TIL - Reuse your SSH connection

TIL - Reuse your SSH connection

TIL, Today I Learned, is more of a "I just figured this out: here are my notes, you may find them useful too" rather than a full blog post

OpenSSH has the feature to reuse an existing SSH connection for multiple subsequent connections to the same host. It will improve your workflow because it reduces the time it takes to establish a new connection and in cases where you have to type a password, the time saving is even more.

The feature is ControlMaster and is documented in ssh_config(5) [1]:

ControlMaster
Enables the sharing of multiple sessions over a single network connection.
When set to ''yes'', ssh(1) will listen for connections on a control
socket specified using the ControlPath argument.  Additional sessions
can connect to this socket using the same ControlPath with ControlMaster
set to ''no'' (the default).  These sessions will try to reuse the
master instance's network connection rather than initiating new ones,
but will fall back to connecting normally if the control socket does not
exist, or is not listening.

To make use of this feature add the following line to your ~./ssh/config file:

Host *
        ControlMaster auto
        ControlPath ~/.ssh/master-%r@%h:%p
        ControlPersist 4h

It will keep your connection for 4 hours.

TIL - xxd color support

TIL - xxd color support

TIL, Today I Learned, is more of a "I just figured this out: here are my notes, you may find them useful too" rather than a full blog post

Today (2 January 2024), version 9.1 of the Vim editor has been released [1]!

xxd [2] is a utility that is distributed with Vim and is my go-to-tool when it comes to view or manipulating binary files.

A feature I've been missing for a long time is finally here - color support!

To enable colors, use the -R flag (same as for less and hexdump). E.g.:

$xxd -R always $FILE | less -R
/media/xxd.png

The hex-value and value are both colored with the same color depending on the hex-value:

  • 0x00 = white
  • 0xff = blue
  • printable = green
  • non-printable = red
  • tabs and linebreaks = yellow

TIL - git credential storage

TIL - git credential storage

TIL, Today I Learned, is more of a "I just figured this out: here are my notes, you may find them useful too" rather than a full blog post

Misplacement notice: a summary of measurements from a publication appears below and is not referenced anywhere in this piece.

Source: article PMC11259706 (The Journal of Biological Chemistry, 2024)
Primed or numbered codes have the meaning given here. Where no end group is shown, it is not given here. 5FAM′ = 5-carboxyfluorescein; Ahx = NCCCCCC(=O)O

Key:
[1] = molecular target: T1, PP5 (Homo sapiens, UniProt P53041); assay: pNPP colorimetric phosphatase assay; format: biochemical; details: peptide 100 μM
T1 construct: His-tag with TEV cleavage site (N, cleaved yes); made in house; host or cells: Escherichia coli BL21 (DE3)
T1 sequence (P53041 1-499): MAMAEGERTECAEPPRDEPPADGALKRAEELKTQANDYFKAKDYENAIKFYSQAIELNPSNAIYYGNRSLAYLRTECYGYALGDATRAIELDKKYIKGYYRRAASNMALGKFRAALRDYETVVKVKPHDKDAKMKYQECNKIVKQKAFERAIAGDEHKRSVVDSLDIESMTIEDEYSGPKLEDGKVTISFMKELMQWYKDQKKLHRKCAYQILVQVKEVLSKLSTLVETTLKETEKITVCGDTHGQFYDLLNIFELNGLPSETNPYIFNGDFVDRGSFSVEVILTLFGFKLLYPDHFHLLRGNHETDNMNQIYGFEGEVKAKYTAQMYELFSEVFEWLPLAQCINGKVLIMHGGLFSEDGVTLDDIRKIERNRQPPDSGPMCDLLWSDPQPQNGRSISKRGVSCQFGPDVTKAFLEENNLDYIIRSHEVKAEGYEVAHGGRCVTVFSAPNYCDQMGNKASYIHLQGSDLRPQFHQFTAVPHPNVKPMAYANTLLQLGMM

When using SSH as transport protocol for connecting to remotes you could use a key without need to type a username nor password. Unfortunately, this is not possible when the underlaying protocol is HTTPS as it requires a username and password for every connection made.

This is where git credential store gets a chance to shine.

Credential storage

Git has a credential system. All you need to do is to set the credential.helper in your .gitconfig.

Possible values are:

  • none, this is the default behavior. You will be promted for username and password for every connection made.
  • cache, this option caches the credentials in memory for a certain period of time. Default is 15 minutes. The passwords are purged after this period.
  • store, saves the credentials in a (plain-text) file.

For example:

$ git config credential.helper store

Will create this entry in your .gitconfig:

[credential]
        helper = store

The default storage file is ~/.git-credentials, you may change it by including the --file option. E.g.:

$ git config credential.helper 'store --file ~/.my-secrets'

For more information, see the manpage for gitcredentials [1].

KAS

KAS [2] is my favorite tool to setup bitbake based projects. I always build my images using kas-container, as the state of my Archlinux setup is not always... comptible. (I love rolling distributions though).

However, many tools, including kas-container, makes use of git credential files for authentication.

kas-container has the --git-credential-store <file> option to specify the credential file.

TIL - docker scratch image

TIL - Docker scratch image

TIL, Today I Learned, is more of a "I just figured this out: here are my notes, you may find them useful too" rather than a full blog post

The scratch image is the smallest possible image for docker. It does not contain any libraries nor other executables. It is simply a new, fresh and empty setup of namespaces.

The FROM scratch line is even a no-op [1] in the Dockerfile, which results in that it will not create an extra layer in you image. Example of a Dockerfile:

FROM scratch
ADD hello /
CMD ["/hello"]

As the Docker image does not contains any libraries, the hello application in the example above has to be compiled statically.

One use I see is to setup a Docker image based on a completely custom made root filesystem, e.g. the output from Buildroot.